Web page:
One day, more than twenty years ago, Zdenka Volavka found a lost treasure: the investiture regalia of the African kingdom of Ngoyo, dating from the Iron Age of the second millennium. The plaited copper crown or mpu, turned upside-down and filled with a jumble of metal objects, was on display in the MusTe de l'Homme in Paris, ignominiously labelled as a 'fishing basket.' These objects became the focus of Volavka's research in her remaining years, and form the subject of her book. Combining extensive field work with ethnographic, historical, scientific, and linguistic analysis, Volavka reconfigures the nature of kingship and royal ritual in Ngoyo, uncovering the objects' true meaning and function, and reintegrating them into their original context. Detailed metallurgical analyses are included, along with a study of the role of copper in the lives of the peoples of the lower Za re basin. Volavka provides a sophisticated analysis of the social context of visual art and material culture and a special contribution to the history and ethnography of West Central Africa.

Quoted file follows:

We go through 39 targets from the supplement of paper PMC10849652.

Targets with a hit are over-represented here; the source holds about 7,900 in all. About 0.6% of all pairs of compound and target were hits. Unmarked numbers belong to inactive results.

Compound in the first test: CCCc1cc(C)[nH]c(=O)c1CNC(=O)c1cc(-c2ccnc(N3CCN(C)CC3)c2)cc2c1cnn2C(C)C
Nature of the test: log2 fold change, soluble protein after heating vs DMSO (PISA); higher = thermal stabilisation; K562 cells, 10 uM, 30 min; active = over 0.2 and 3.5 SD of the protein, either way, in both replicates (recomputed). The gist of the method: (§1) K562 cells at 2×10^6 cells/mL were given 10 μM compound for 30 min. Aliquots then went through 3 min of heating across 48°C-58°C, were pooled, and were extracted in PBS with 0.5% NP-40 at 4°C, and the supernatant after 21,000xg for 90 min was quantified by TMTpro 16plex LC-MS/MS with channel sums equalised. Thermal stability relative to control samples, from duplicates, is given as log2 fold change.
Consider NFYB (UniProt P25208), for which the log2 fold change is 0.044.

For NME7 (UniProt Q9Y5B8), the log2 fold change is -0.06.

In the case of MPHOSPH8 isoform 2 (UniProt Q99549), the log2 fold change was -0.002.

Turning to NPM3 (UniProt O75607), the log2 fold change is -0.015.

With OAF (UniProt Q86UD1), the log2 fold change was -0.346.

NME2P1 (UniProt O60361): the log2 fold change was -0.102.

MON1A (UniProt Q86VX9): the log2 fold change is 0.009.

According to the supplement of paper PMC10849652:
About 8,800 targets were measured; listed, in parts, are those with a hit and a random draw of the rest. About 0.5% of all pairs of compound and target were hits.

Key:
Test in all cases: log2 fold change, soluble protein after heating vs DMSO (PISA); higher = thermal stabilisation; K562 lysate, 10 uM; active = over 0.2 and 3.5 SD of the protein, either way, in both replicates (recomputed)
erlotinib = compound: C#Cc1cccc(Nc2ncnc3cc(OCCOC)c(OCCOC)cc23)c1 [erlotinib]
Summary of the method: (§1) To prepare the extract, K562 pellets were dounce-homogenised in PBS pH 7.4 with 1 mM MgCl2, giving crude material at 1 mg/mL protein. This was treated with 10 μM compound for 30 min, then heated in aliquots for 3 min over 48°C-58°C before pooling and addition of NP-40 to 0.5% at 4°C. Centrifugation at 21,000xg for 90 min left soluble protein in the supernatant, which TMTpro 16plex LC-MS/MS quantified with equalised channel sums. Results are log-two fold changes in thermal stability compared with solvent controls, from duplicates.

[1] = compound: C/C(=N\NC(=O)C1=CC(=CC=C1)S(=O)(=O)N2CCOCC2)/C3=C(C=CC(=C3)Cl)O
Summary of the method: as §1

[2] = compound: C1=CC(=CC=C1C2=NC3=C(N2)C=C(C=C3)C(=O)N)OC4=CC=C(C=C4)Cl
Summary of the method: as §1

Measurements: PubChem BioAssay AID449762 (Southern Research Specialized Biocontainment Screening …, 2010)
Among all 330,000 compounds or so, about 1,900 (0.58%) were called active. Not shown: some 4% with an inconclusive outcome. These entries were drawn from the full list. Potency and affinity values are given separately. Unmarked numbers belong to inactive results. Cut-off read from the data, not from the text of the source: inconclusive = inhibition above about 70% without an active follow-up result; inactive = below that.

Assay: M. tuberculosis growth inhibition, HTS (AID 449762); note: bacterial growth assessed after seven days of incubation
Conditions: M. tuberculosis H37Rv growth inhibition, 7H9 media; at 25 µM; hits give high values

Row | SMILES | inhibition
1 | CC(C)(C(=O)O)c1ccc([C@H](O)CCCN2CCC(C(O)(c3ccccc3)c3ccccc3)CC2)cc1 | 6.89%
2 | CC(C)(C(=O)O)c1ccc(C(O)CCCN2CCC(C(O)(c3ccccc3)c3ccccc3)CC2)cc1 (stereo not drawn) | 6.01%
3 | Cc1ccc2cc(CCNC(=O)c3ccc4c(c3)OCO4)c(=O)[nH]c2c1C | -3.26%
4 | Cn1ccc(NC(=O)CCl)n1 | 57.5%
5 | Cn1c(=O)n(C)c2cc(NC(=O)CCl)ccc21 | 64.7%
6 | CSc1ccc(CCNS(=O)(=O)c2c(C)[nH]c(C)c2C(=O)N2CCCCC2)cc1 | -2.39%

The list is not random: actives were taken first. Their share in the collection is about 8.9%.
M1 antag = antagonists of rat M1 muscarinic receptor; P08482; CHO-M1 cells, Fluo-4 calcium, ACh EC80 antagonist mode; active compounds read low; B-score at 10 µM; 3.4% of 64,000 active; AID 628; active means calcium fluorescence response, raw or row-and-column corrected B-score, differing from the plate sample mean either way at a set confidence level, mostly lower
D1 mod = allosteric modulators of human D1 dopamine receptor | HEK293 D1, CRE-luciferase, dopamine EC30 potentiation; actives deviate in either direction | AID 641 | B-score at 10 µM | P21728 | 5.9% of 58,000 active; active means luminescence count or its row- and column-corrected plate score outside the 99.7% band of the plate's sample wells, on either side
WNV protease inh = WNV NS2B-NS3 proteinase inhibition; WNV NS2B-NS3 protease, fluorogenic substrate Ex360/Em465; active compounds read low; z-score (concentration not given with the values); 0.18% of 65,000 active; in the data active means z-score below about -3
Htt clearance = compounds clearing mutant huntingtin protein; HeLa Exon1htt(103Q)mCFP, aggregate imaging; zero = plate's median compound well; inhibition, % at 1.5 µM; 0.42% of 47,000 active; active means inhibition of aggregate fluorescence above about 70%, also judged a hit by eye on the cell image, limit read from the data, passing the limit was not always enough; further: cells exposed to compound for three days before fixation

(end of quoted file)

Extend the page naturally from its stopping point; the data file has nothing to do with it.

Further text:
Zdenka Volavka, now deceased, was born in Czechoslovakia and received her PhD from Charles University, Prague. She immigrated to Canada in 1968, and was Professor in the Department of Visual Arts, York University. Colleen E. Kriger is Assistant Professor Of History at the University of North Carolina at Greensboro. Wendy A. Thomas is a consulting curator of African Art, and a staff member with the federal Department of Canadian Heritage.